Expires at Midnight Saturday 1-21-2012
Tuckerman and Huntington Ravines have CONSIDERABLE avalanche danger. Natural avalanches are possible and human triggered avalanches are likely. Dangerous avalanche conditions exist. Careful snowpack evaluation, cautious route finding and conservative decision making is essential. The Lobster Claw, the Lower Snowfields, and the Little Headwall are not posted due to an overall lack of snow. Forecasts for these locations will begin when conditions warrant.
Most importantly this morning realize we have just come down from HIGH danger last night and I believe we are at the upper end of the CONSIDERABLE danger rating for all forecast areas. Maximum winds gusting into the upper sixties and low seventies occurred around dark last night. This was possibly the period of highest instabilities as denser slabs were being developed in the Ravines from the west winds. Loading this morning has slowed down substantially which makes the High rating definition of naturals being “likely” a bit over stated. This makes the Considerable rating of naturals “possible” more accurate. However, an additional 1-2” (2.5-5cm) of snow today, with West winds from 30-40+ mph, will keep a threat of natural activity a potential, so be mindful of new loading rates. The concern that stands out in my mind today is the human triggered avalanche menace. With cold air hovering around the 0F (-18C) mark today, yesterday’s slabs have not consolidated much at all. A building wind on Friday created soft slabs over a loose unconsolidated 3.5% snow acting as the weak layer for these new problems to fail on. Joe and I found unstable snow near treeline yesterday during the late morning and early afternoon. In locations that didn’t avalanche overnight I would expect a human triggered avalanche to be “likely” in new slabs. We anticipate continued touchy instabilities across the Ravines until the clouds and new snow subside enough to see what has already avalanched and what didn’t. A big caution with these instabilities is it’s a Saturday, so plenty of human triggers will be running around perhaps using your ascent as a decent. Compounding this is the low visibility from clouds and blowing snow. Some typical descents are Right Gully in Tuckerman and South and the Escape Hatch in Huntington. Although I can’t recommend being in these locations, based on the instabilities, at all realize that additional risk may be present from above. Obviously fresh tracks ahead of you should also scream “run away”. It is a head’s up day!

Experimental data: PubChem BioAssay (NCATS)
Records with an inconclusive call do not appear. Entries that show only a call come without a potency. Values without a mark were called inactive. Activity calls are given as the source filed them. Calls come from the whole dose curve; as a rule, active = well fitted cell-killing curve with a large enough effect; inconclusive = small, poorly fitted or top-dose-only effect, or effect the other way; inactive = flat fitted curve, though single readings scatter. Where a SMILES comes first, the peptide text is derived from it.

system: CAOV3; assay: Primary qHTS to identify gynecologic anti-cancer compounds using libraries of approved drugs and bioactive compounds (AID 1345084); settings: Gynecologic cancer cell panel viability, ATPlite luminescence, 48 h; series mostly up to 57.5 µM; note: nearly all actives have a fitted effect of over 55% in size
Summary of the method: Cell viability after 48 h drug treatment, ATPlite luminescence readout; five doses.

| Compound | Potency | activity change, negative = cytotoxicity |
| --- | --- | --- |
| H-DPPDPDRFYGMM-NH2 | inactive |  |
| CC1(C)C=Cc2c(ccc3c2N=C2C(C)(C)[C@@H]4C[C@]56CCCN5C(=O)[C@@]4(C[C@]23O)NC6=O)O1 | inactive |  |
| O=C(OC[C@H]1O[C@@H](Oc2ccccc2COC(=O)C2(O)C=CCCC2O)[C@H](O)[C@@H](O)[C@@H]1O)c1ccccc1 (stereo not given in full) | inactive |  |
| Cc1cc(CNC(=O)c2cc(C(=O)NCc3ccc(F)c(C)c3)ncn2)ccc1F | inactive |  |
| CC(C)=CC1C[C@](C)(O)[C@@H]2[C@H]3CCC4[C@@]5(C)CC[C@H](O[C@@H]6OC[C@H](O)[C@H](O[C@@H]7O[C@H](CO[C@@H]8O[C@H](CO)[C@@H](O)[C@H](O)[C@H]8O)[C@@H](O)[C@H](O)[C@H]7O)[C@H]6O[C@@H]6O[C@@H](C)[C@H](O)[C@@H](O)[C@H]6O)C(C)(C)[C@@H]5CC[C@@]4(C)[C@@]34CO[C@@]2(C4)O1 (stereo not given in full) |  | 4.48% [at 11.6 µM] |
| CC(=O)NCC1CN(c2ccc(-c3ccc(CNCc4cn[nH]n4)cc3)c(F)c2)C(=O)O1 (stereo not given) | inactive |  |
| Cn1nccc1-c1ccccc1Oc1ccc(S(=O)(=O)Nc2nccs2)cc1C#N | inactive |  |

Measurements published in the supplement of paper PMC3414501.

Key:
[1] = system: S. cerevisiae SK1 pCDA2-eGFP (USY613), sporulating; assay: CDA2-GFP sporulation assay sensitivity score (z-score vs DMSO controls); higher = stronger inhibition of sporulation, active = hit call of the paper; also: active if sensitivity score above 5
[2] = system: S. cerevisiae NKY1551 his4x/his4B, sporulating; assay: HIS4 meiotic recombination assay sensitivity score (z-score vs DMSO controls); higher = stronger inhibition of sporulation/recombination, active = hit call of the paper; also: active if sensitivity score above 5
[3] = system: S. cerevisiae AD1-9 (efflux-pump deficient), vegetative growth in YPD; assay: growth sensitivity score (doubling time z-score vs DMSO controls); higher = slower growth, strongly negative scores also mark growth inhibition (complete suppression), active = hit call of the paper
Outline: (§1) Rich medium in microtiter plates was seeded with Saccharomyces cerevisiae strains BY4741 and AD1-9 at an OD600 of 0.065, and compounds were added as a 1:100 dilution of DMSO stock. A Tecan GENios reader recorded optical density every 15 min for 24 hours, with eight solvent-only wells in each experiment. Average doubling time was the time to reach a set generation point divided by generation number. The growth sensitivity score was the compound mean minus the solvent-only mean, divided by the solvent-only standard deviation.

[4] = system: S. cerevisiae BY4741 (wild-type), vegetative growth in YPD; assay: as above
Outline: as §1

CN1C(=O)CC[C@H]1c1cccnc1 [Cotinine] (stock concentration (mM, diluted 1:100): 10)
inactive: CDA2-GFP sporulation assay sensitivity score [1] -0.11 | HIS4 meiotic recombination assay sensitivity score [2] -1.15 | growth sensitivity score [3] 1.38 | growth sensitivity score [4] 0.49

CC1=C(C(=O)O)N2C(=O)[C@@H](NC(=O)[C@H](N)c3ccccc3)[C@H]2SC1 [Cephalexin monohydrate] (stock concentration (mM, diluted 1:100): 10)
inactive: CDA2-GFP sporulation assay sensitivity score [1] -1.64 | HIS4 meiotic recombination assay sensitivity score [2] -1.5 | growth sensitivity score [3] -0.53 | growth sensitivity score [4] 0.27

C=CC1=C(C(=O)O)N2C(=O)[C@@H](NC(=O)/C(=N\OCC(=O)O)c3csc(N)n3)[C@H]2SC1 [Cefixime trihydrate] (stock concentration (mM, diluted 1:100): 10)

We have switched the Lion Head ascent from the Summer Lion Head trail to the Winter route yesterday morning. The summer trail is not recommended due to the snowfield traverses near treeline and their associated avalanche risk. Follow the orange signs marking the route at the bottom off the Tuckerman Ravine trail and at treeline where it rejoins the summer trail above the Summer trail avalanche problems.
The Sherburne Ski Trail has decent coverage at this time with a fresh 6-7” of fluff. Be cautious for some buried landmines and waterbars as they still are problem particularly when you can’t see them.
- Safe travel in avalanche terrain requires training and experience. This advisory is just one tool to help you make your own decisions in avalanche terrain. You control your own risk by choosing where, when, and how you travel.
- Anticipate a changing avalanche danger when actual weather differs from the higher summits forecast. For more information contact the Forest Service Snow Rangers, the AMC at the Pinkham Notch Visitor Center, or the caretakers at Hermit Lake Shelters or the Harvard Cabin. Posted 8:15am. A new advisory will be issued tomorrow.
Christopher Joosen, Snow Ranger
USDA Forest Service
White Mountain National Forest
(603) 466-2713 TTY (603) 466-2856